Wisdom of our elders

A tribute to four, each at least a half century older than me, who taught me a lot.

Every summer my dad got a week or two off from work and we'd head off to Paradise. That's what a cabin on a small Cape Cod pond seemed like after another year in New Jersey.


Nothing against Jersey, it was a great place to grow up. but our family home didn't have beaches a mile away, or fishing and night skies so un-polluted by light that you could see stars, planets, and shooting stars.

All this and a jovial man named Walter Preater – Uncle Walt to us since his wife Aunt Ethel was my father's cousin. When the Old Colony Railroad stopped its passenger service to Provincetown at the tip of the Cape during the Great Depression, Uncle Walt took his mattress full of savings and bought several of the shuttered train stations.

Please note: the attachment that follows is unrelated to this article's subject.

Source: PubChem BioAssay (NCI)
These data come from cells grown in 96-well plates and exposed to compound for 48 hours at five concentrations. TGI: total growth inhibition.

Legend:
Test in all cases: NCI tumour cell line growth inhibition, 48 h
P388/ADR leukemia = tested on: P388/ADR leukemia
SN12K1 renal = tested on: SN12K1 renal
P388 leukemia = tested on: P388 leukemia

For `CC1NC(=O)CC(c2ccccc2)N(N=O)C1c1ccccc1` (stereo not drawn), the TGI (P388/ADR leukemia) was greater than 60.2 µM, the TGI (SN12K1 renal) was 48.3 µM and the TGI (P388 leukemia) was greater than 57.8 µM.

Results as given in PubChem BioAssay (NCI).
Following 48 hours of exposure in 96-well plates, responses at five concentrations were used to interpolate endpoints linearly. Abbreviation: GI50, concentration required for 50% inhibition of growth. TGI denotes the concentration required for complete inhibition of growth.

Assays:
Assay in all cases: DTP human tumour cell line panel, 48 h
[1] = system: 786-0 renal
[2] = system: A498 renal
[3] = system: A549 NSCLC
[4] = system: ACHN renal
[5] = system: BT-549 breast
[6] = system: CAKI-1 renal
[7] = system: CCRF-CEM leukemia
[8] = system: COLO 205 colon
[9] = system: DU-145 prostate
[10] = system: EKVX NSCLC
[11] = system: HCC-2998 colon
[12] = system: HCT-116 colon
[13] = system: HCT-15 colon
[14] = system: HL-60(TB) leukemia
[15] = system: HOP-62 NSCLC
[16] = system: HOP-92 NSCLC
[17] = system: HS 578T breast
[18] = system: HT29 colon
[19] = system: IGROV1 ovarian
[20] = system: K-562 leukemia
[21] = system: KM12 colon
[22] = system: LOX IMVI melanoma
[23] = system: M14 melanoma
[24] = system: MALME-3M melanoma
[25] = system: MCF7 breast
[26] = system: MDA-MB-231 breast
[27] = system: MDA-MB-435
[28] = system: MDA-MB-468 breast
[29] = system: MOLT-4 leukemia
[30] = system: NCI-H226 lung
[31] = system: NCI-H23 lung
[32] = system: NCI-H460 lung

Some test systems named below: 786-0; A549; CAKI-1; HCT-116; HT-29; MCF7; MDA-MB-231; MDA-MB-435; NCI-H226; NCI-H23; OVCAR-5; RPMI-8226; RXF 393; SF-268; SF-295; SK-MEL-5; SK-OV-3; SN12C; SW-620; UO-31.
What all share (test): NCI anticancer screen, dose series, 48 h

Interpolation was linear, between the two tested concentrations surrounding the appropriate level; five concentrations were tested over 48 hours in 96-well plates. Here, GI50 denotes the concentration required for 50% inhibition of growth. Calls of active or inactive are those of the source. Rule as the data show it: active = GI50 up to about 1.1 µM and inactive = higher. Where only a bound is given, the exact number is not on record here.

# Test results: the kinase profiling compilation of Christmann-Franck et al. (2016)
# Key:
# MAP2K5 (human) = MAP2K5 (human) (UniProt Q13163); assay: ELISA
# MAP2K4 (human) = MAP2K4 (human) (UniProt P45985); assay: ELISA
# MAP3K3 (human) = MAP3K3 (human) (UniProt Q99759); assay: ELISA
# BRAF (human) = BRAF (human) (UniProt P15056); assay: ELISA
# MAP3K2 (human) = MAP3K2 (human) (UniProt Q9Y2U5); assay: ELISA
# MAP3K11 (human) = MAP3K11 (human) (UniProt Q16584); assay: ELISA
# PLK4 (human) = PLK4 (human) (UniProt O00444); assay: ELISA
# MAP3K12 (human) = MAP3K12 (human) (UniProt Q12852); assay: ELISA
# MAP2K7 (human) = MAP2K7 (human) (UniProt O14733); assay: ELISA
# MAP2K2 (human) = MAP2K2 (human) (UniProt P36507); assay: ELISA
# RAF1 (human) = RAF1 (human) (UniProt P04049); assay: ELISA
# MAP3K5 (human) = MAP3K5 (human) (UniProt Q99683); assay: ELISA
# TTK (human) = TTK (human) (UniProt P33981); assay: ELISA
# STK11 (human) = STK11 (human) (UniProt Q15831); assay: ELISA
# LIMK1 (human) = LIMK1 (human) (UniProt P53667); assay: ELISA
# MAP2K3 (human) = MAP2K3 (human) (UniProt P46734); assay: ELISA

He had them towed to five-acre Moll's Pond in Eastham to form a charming little tourist camp. Cousin Leonard and his (my) family became regular renters. Uncle Walt cheerfully took credit for the pond, its fish, the starry sky, and oh yes – he told me that he personally put all the salt in the ocean. He also described "Jingle Bells," a pickerel who had snapped so many fishing lines that the hooks in his jaw announced his arrival.

My faith in Walter's origin stories vanished around the same time that I dismissed Santa Claus's toy supply chain theory. But his simple descriptions of catfish, tadpoles, bullfrogs, surfcasting for bluefish, and more had me hooked.

For me, he was an early inspiration for what became my life's work.

Fighting the long fight

Marjory Stoneman Douglas

Marjory Stoneman Douglas in 1985. (Credit: State Archives of Florida)